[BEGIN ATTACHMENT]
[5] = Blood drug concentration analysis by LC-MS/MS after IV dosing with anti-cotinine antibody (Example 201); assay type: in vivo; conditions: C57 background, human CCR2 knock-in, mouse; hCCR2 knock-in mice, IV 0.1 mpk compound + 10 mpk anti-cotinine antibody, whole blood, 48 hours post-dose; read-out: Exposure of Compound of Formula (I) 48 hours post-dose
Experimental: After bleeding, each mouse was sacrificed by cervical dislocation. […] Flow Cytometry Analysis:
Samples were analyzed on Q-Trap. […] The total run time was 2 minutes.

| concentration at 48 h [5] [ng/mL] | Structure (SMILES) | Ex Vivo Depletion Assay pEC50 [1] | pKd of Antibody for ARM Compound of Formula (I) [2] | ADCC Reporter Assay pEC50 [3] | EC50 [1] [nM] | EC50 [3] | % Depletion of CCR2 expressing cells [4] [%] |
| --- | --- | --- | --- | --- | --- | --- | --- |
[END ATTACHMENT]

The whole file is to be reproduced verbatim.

[5] = Blood drug concentration analysis by LC-MS/MS after IV dosing with anti-cotinine antibody (Example 201); assay type: in vivo; conditions: C57 background, human CCR2 knock-in, mouse; hCCR2 knock-in mice, IV 0.1 mpk compound + 10 mpk anti-cotinine antibody, whole blood, 48 hours post-dose; read-out: Exposure of Compound of Formula (I) 48 hours post-dose
Experimental: After bleeding, each mouse was sacrificed by cervical dislocation. […] Flow Cytometry Analysis:
Samples were analyzed on Q-Trap. […] The total run time was 2 minutes.

| concentration at 48 h [5] [ng/mL] | Structure (SMILES) | Ex Vivo Depletion Assay pEC50 [1] | pKd of Antibody for ARM Compound of Formula (I) [2] | ADCC Reporter Assay pEC50 [3] | EC50 [1] [nM] | EC50 [3] | % Depletion of CCR2 expressing cells [4] [%] |
| --- | --- | --- | --- | --- | --- | --- | --- |